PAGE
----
2174 Successfully Discontinued ( 12 hrs support) • 55 simple – 82 SBTs only, “wean”* 182174 Successfully Discontinued (> 12 hrs support) • 55% simple – 82% SBTs only, “wean”* 18% • 39% complex (3 SBT) – 47% SBTs, “wean”* 53% at first – then “wean”* 71%/SBTs 29% • 6% prolonged (> 7) – 38% SBTs, 62% “wean”* at first – then “wean”* 80%/SBTs 20% *62 -71% PSV, 26 -29% SIMV AJRCCM 2011; 184:

Can weaning be automated?  • Assumes that gradual support reductions help – evidence supporting thisCan weaning be automated? • Assumes that gradual support reductions help – evidence supporting this is weak Pressure support reductions based on various feedback algorithms – VS – target VT – Smart Care – target VT, MV, ETCO

Volume Support (VS, ASV) • Adjusts pressure to targeted tidal volume • In theory: – AsVolume Support (VS, ASV) • Adjusts pressure to targeted tidal volume • In theory: – As patient recovers, bigger VT, VS drops PS • In practice: – Too high a VT selected – no PS reductions – Too low a VT selected – patient overloaded – Transient increased efforts from pain/anxiety leads to inappropriate PS reduction • NO outcome data

Lellouche, AJRCCM 2006; 174: 894 Smart. Care I Lellouche, AJRCCM 2006; 174: 894 Smart. Care I

Lellouche, AJRCCM 2006; 174: 894 Control group used SBTs but may have been done only 50Smart.Lellouche, AJRCCM 2006; 174: 894 Control group used SBTs but may have been done only 50%Smart. Care I

Int Care Med 2008; 34: 1788 Smart. Care II Int Care Med 2008; 34: 1788 Smart. Care II

So is there a role for automatic PS reductions?  • No evidence that says thisSo is there a role for automatic PS reductions? • No evidence that says this facilitates muscle recovery • Patient tolerance to decreasing PS could signal clinicians to initiate SBTs (weaning and weaning success diagnostic, not therapeutic): – Rapidly recovering patient (overdose, post op) – Slowly recovering after many failed SBTs (PMV population)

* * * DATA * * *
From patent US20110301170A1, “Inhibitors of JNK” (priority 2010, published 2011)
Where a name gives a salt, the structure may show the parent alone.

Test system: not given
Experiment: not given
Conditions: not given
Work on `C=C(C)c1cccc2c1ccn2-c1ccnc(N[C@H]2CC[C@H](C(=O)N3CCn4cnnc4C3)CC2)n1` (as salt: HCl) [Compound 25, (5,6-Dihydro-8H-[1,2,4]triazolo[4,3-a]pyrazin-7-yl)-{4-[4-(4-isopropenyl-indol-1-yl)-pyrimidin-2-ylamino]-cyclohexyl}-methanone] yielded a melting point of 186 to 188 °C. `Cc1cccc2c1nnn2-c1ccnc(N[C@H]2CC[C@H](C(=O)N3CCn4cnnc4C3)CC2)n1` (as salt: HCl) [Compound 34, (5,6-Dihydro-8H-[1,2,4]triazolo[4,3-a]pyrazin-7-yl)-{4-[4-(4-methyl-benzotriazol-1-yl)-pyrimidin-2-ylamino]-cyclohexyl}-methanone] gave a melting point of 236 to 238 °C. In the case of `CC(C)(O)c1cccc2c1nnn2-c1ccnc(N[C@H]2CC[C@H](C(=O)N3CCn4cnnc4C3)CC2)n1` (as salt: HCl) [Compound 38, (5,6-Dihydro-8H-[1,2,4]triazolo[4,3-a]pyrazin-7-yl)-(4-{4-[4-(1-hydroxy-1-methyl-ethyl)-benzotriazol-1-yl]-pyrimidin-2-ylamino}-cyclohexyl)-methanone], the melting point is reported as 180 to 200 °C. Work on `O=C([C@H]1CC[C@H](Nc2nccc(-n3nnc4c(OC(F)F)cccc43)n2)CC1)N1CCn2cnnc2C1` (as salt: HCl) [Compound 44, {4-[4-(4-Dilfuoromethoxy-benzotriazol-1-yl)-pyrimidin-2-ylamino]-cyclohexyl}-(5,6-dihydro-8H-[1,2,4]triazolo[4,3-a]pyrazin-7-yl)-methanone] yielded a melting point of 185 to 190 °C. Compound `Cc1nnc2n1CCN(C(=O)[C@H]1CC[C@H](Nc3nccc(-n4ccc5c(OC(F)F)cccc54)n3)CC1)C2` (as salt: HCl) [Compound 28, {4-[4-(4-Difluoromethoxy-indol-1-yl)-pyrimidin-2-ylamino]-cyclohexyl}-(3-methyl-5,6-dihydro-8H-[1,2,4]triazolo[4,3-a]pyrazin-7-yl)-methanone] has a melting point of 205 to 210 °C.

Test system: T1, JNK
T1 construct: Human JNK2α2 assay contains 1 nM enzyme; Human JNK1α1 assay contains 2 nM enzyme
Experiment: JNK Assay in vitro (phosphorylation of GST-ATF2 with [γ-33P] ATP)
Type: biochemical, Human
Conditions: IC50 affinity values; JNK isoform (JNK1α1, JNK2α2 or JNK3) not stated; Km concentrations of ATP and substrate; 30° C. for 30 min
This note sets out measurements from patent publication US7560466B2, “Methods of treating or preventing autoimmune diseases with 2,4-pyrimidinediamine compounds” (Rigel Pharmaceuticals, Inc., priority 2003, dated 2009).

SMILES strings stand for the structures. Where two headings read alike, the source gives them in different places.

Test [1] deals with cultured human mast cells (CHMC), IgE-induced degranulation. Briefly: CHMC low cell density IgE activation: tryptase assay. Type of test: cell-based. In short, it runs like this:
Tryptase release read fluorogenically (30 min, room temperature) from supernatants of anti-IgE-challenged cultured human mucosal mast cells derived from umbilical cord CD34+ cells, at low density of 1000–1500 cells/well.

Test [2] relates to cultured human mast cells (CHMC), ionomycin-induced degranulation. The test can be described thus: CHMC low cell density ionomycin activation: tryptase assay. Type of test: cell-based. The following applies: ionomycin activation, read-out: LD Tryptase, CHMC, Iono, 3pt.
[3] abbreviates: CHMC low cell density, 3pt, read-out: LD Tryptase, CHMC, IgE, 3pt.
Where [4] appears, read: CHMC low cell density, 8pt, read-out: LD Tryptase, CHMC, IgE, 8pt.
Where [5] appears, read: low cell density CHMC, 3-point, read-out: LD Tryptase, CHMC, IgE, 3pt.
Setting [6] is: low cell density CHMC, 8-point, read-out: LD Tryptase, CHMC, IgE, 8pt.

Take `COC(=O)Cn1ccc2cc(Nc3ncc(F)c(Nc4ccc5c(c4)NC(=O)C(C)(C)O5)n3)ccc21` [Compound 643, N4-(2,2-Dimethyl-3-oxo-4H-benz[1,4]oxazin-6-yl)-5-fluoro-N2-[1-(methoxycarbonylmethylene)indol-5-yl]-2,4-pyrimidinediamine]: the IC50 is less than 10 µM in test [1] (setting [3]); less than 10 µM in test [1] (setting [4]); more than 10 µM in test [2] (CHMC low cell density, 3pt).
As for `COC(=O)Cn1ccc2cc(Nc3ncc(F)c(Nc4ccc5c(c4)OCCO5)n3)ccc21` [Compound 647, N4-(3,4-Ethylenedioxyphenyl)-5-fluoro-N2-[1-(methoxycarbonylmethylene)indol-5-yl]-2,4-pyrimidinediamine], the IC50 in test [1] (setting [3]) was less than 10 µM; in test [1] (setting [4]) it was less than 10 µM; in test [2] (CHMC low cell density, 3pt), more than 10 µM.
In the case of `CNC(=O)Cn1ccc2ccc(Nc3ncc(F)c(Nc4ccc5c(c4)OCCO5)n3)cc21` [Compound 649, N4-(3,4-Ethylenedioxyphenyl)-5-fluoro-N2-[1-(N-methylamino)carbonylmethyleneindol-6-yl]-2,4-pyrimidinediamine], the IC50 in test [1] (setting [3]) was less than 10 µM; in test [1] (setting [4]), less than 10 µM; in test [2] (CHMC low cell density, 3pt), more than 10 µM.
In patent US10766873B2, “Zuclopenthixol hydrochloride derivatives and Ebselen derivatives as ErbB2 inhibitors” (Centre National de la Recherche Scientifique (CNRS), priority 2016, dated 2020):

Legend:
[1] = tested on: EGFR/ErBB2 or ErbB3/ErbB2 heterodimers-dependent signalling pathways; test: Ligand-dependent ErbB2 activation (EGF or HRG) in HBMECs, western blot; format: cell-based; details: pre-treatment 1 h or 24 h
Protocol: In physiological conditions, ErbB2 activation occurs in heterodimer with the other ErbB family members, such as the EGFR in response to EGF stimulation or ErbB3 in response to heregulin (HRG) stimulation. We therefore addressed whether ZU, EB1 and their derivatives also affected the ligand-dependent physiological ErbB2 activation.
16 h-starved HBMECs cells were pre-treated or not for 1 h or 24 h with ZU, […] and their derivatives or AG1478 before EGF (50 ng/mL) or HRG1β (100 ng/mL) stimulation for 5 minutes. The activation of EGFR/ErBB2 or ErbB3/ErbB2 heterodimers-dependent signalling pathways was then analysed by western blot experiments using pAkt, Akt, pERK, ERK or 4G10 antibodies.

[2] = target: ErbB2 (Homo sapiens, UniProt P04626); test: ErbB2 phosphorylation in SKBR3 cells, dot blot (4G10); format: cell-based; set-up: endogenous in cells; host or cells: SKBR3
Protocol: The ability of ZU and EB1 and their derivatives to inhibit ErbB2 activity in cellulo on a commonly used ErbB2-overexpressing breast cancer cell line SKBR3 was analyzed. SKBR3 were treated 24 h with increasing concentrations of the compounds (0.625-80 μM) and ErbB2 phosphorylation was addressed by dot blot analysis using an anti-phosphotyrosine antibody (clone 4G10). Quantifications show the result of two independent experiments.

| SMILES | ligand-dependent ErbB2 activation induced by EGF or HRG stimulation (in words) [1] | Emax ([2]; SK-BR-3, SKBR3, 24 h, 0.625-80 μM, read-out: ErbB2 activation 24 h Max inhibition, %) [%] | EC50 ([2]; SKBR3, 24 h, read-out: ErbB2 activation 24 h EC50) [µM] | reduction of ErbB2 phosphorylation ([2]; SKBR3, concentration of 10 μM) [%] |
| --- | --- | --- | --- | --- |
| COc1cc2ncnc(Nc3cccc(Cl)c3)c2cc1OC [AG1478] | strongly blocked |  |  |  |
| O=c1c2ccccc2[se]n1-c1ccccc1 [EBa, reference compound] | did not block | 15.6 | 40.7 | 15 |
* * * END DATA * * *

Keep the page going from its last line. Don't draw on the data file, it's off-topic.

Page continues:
Gold. Seal. Mirage IQ Soft. Fit Simplicity Spectrum Breeze Phantom Total face mask Gold. Seal. Mirage IQ Soft. Fit Simplicity Spectrum Breeze Phantom Total face mask

NIV and Vent Discontinuation: Two Scenarios • The failed/borderline SBT but good airway protection – SupportiveNIV and Vent Discontinuation: Two Scenarios • The failed/borderline SBT but good airway protection – Supportive evidence, especially in COPD • The failed extubation: – Supportive evidence in COPD – May delay life saving intubation in other forms of AR

Conclusions • Ventilator dependency is not only disease induced but can be iatrogenic • Good evidenceConclusions • Ventilator dependency is not only disease induced but can be iatrogenic • Good evidence supports daily screening and SBTs – success enhanced with sedation protocols • Successful SBTs need a separate airway protection assessment before extubation • Failed SBTs need 24 hrs of stable support while causes of ARF further addressed – then SBT • Automated strategies may have utility in rapidly recovering, or PMV (marker, not cause, of recovery) • NIV useful in selected patients (mostly COPD)